Vacant Property Rate Increases From a Year Ago in 54 Percent of U.S. Local Housing Markets in Q3 2017
Vacant “Zombie” Pre-Foreclosures Down 22 Percent From Year Ago to New Low;
Flint, Youngstown, Beaumont, Detroit, Mobile Top List of Most Vacant Metro Areas;
Three Out of Four Vacant Residential Properties Nationwide Are Investment Homes
IRVINE, Calif. – Oct. 26, 2017 — ATTOM Data Solutions, curator of the nation’s largest multi-sourced property database, today released its 2017 U.S. Residential Vacant Property and Zombie Foreclosure Report, which shows nearly 1.4 million (1,367,793) U.S. residential properties (1 to 4 units) were vacant as of the end of the third quarter of 2017 — representing 1.58 percent of all U.S. residential properties.
The 1.58 percent vacant property rate nationwide decreased slightly from 1.63 percent a year ago, but vacant property rates increased from a year ago in 81 of the 149 metropolitan statistical areas analyzed in the report (54 percent), including Chicago, New York, St. Louis, Baltimore and Phoenix.
The report analyzes public record tax, deed and mortgage data collected by ATTOM Data Solutions — including foreclosure status, equity, and owner-occupancy status — matched against monthly updated vacant property data from the U.S. Postal Service. Vacant property data is available at the aggregate and address level for more than 120 million U.S. properties at http://marketinglists.realtytrac.com/.
The report also shows that the number of vacant “zombie” pre-foreclosure properties — which have started the foreclosure process but have not yet been repossessed by the foreclosing lender — decreased 22 percent from a year ago to 14,312 as of the end of Q3 2017, 67 percent below the peak of 44,030 in Q3 2013. The number of vacant bank-owned properties decreased 48 percent from a year ago to 24,026 as of the end of Q3 2017.
“Zombie foreclosures have dwindled dramatically over the last four years as a supply-starved housing market has soaked up even some of the most highly distressed properties,” said Daren Blomquist, senior vice president at ATTOM Data Solutions. “There are still pockets of the country with high zombie foreclosure rates, and high vacant property rates in general, primarily in the Rust Belt and parts of the Northeast and Southeast — driven in large part by a high share of non-owner occupied vacant properties in those areas.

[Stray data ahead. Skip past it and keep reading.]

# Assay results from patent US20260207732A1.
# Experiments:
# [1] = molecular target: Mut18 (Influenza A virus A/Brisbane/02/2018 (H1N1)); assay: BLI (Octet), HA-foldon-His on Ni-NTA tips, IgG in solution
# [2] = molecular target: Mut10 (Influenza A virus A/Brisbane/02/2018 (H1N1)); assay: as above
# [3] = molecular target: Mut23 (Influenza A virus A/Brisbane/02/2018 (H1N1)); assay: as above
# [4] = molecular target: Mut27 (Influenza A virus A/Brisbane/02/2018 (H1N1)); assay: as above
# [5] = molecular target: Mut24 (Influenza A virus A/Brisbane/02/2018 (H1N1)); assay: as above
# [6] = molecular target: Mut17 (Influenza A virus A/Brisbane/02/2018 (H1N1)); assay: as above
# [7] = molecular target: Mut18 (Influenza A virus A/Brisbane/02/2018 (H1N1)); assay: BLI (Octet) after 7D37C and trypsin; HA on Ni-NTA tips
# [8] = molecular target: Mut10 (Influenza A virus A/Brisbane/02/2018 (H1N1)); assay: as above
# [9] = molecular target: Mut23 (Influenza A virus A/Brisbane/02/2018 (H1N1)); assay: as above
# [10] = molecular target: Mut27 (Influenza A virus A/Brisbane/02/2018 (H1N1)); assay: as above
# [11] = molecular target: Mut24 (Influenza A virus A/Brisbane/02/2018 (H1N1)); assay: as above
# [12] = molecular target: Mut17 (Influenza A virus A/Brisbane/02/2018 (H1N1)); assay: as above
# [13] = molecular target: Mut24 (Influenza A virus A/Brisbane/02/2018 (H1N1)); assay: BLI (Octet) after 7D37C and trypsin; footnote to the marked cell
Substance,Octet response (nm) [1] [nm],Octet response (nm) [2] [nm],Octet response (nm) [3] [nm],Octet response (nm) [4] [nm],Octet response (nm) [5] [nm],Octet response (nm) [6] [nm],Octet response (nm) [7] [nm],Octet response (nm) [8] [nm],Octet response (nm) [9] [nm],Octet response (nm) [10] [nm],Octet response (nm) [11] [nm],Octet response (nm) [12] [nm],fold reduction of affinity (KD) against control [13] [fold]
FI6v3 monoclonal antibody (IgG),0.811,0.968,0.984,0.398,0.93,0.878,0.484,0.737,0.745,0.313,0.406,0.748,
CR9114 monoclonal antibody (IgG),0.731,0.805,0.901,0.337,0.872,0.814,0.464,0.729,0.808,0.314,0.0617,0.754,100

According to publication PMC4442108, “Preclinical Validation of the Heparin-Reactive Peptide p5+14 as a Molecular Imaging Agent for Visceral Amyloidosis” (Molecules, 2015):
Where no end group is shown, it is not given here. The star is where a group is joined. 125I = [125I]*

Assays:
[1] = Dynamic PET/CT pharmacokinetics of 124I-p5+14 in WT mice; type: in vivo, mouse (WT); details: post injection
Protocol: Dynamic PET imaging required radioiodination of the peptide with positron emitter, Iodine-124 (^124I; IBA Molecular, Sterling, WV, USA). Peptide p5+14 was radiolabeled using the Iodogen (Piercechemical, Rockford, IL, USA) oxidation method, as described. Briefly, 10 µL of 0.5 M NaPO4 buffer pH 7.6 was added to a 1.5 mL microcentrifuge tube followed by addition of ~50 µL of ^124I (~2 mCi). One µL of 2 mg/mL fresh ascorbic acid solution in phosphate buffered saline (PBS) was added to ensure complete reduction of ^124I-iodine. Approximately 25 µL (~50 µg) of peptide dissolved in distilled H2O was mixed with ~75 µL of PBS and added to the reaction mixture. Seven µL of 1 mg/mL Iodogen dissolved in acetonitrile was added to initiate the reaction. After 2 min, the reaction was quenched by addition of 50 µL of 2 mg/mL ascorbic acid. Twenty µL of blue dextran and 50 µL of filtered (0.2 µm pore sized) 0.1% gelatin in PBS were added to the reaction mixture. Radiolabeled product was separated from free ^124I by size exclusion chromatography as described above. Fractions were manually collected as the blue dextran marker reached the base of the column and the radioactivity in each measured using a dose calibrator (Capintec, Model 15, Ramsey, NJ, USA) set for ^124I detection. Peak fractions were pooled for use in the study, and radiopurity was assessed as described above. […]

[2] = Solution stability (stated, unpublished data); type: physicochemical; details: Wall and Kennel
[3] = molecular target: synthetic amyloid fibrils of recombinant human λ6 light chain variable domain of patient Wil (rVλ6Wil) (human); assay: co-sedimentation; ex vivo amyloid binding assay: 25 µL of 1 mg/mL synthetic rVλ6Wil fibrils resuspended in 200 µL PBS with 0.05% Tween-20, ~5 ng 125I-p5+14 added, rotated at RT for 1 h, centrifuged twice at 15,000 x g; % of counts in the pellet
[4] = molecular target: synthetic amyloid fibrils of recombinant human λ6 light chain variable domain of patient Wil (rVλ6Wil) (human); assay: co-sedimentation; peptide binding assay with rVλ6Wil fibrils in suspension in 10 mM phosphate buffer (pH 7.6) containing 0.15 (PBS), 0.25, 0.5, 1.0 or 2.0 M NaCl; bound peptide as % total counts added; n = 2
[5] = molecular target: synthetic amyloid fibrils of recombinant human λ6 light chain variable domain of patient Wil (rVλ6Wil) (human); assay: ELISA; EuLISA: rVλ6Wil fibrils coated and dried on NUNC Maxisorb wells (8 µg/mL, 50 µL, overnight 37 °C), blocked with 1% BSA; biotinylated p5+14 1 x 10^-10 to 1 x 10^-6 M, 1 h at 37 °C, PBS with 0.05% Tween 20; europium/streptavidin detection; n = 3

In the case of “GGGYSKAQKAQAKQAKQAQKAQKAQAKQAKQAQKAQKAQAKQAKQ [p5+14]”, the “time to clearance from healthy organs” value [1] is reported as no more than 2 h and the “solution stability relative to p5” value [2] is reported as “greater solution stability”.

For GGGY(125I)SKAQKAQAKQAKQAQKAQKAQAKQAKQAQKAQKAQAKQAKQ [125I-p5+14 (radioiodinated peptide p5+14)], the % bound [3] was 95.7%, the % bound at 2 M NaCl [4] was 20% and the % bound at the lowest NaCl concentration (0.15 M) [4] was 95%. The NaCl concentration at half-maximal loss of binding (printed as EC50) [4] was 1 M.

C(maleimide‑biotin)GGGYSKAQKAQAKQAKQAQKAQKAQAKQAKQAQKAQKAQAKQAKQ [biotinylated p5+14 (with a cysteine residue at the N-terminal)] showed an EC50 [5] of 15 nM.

“There is evidence that the ultra-tight inventory environment in some red-hot markets is beginning to ease just a bit, with vacant property rates nudging higher in markets such as San Jose, San Francisco, Los Angeles, Boston and Denver,” Blomquist added.
Zip codes where one in four residential properties is vacant
States with the highest vacancy rates were Mississippi (3.00 percent); Michigan (2.94 percent); Indiana (2.77 percent); Oklahoma (2.73 percent); and Alabama (2.56 percent).
Among 149 metropolitan statistical areas with at least 100,000 residential properties (1 to 4 units), those with the highest vacancy rates were Flint, Michigan (6.89 percent); Youngstown, Ohio (4.49 percent); Beaumont-Port Arthur, Texas (3.80 percent); Detroit, Michigan (3.77 percent); and Mobile, Alabama (3.77 percent).
Among 405 counties with at least 50,000 residential properties, those with the highest vacancy rates were Baltimore City, Maryland (8.14 percent); Saint Louis City, Missouri (6.97 percent); Beaufort County, South Carolina (6.94 percent); Genesee County, Michigan (6.89 percent); and Wayne County, Michigan (6.76 percent).
Among 13,616 U.S. zip codes with at least 1,000 residential properties, those with the highest vacancy rates were led by three zip codes in the city of Gary, Indiana: 46409 (30.26 percent); 46407 (29.62 percent); and 46402 (29.53 percent), followed by 48505 in Flint, Michigan (29.00 percent); and 44507 in Youngstown, Ohio (25.97 percent).
9 percent of zip codes have no vacant residential properties
States with the lowest vacancy rates were South Dakota (0.25 percent); Vermont (0.39 percent); New Hampshire (0.42 percent); North Dakota (0.69 percent); and Colorado (0.69 percent).
Among 149 metropolitan statistical areas with at least 100,000 residential properties, those with the lowest vacancy rates were San Jose, California (0.23 percent); Fort Collins, Colorado (0.24 percent); Lancaster, Pennsylvania (0.26 percent); Manchester, New Hampshire (0.31 percent); and Provo, Utah (0.34 percent).
“The low vacant property rates in the Seattle region are good for landlords and sellers but not so good for buyers or renters,” said Matthew Gardner, chief economist at Windermere Real Estate, covering the Seattle market, where the 0.9 percent vacant property rate was well below the national average and ranked No. 41 lowest among the 149 metro areas analyzed in the report. “It is indicative of the very hot housing market in Seattle and I believe that the percentages could drop even further as we move into 2018.”
Among 405 counties with at least 50,000 residential properties, those with the lowest vacancy rates were Loudon County, Virginia (0.09 percent); Douglas County, Colorado (0.10 percent); Spotsylvania County, Virginia (0.12 percent); Hays County, Texas (0.12 percent); and Shelby County, Alabama (0.14 percent).